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How to Make Glue Dry Faster: A Comprehensive Guide

Sometimes patience is not a virtue. When you’re trying to get a last-minute project done, waiting for glue to dry is worse than watching paint dry. We want our crafts and projects to be made well and to last, but that leaves us wondering how to make glue dry faster when we’re on a tight schedule. 

Let’s find out how long it takes different types of glue to dry then look at some tips for making glue dry even faster. 

How long does it take for glue to dry

We know we want our glue to dry quickly, but how long does it actually take for glue to dry?

The length of time it takes for glue to dry depends on the kind you’re using, but most crafters will see their glue set up in a half an hour to a few hours. A full cure happens overnight or within 24 hours. Super Glue dries the fastest within ten minutes, while craft glue takes up to an hour to dry. 

If you need to bond something quickly, reach for Super Glue. However, most people find that Super Glue’s bond does not last as long as others, so if you need longevity in your project, it’s worth the wait. 

How to dry glue faster

If you’re short on time or feeling impatient, there are a few ways you can make your glue dry faster. Obviously, there’s only so much you’ll be able to do to make glue dry faster, but at least you can make sure you’re not getting in your own way. 

To make glue dry faster, make sure you’re using as little glue as possible and working in a dry environment. Glue will dry fastest with a thin application in dry conditions. Try heating the glue with a heater or hairdryer or pointing a fan at it. You can use a product called accelerator on Super Glue.

Let’s break a few of these down to try to understand how these factors affect your dry time.

Your environment: Heat and humidity

Many glues, like Super Glue, rely on airflow to dry and set up properly. In a dry climate, glue will dry very quickly, but in a humid climate, there’s often too much water in the air. The moisture in the glue will have a harder time evaporating, leading to longer dry times. 

Heat is also a factor. The warmer the air, the faster the dry time. Just don’t get your glue too hot, or it will reach its melting point!

Type of glue you’re using

As we mentioned earlier, different glues have different dry times. Super Glue has one of the quickest dry times out there, doubly so if you use an accelerator product. Always follow the instructions on the package.

Wood glue, or PVA glue, typically takes half an hour to dry and 24 hours to cure. They market “fast dry” versions that will set up in 10 minutes and cure in 18 hours.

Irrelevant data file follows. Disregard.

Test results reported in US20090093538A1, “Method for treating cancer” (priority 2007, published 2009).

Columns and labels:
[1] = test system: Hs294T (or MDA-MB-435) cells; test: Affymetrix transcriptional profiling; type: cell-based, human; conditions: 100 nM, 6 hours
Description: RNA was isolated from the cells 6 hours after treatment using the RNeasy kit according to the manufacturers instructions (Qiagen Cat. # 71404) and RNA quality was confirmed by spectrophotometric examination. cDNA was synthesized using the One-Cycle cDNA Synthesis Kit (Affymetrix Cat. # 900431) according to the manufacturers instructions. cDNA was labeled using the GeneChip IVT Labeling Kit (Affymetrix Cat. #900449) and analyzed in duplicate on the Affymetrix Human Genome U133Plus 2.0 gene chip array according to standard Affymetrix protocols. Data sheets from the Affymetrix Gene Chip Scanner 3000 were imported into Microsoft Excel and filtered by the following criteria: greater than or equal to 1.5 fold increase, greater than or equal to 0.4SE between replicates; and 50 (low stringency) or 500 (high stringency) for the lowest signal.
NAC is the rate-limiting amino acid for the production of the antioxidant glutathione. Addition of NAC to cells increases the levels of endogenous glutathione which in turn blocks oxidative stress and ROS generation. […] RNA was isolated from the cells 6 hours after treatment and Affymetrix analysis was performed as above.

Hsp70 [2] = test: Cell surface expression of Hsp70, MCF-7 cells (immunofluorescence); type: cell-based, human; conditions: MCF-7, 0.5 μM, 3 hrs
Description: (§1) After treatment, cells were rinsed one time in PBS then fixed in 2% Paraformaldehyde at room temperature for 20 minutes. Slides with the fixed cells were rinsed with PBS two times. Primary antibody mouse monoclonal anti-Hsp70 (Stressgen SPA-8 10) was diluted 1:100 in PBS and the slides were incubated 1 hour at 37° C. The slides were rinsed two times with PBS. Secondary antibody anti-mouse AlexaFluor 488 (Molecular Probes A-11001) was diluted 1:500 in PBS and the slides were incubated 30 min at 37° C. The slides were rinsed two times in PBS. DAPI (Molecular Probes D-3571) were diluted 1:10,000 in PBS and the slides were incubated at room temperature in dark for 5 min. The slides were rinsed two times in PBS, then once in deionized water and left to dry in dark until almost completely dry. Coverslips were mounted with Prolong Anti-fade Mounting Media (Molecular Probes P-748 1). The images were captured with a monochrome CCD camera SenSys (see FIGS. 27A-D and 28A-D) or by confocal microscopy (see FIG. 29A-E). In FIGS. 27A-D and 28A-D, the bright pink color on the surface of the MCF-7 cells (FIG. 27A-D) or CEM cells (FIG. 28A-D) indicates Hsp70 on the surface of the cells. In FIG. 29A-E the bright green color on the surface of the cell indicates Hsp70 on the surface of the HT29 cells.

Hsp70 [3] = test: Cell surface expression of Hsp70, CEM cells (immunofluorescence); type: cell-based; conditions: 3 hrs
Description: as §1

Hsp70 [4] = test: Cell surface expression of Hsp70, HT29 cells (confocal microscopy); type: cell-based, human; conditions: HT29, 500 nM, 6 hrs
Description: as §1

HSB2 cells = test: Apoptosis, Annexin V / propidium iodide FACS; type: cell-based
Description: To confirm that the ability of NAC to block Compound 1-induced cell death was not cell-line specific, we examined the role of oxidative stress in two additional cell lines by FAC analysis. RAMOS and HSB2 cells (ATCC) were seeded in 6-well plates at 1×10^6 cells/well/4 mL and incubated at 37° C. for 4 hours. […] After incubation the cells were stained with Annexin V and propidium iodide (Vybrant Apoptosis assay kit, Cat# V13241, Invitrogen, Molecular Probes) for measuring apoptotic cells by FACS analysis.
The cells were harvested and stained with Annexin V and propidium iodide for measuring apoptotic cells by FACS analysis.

Epoxy glue, which we have thoroughly discussed in our article on epoxy tumbler decorating, dries within half an hour and will cure in two hours. Note that it’ll be much longer to cure for a tumbler since you’re using way more glue than you would in a bonding project. 

Elmer’s craft glue, white glue, or craft glue all take around an hour to dry and a full 24 to cure. 

Amount of glue you’re using

But remember, no matter the type, strength, or “quick dry” marketing, if you use too much, you’ll be waiting around forever.

The amount of glue you put on matters. A thin application will dry the fastest, and often, will also end up being the strongest bond. It seems counterintuitive, but trust us, these glues were designed to use a thin application. It’s tempting sometimes to use a really big glob, but if you’re concerned with dry time, resist this urge.

What material you’re gluing together

According to Permabond’s website, glue works sort of like a zipper. It digs into the surfaces you apply it to and holds them together on a microscopic level. Some surfaces, like wood, are porous, so there will be lots for the glue to hold onto. Others will need a little help. 

Wood, fabric, and other porous surfaces will take glue just fine, but others like plastic will need to be roughed up a bit first with some sandpaper. 

Glass requires a glue that is specially formulated to bond with its smooth surface.

Techniques to dry glue fast

Here are some techniques you can use to help glue dry quickly. You might see some tips floating around involving chemical reactions, but we would caution against doing anything so extreme. Simple heat and air will get you there quickly enough.

  • Heater – place a heater in the room with your project
  • Hairdryer – point a hairdryer directly at the glue
  • Electric blanket – place it under or over your project
  • Compressed air – apply directly to glue
  • Accelerator product – for Super Glue only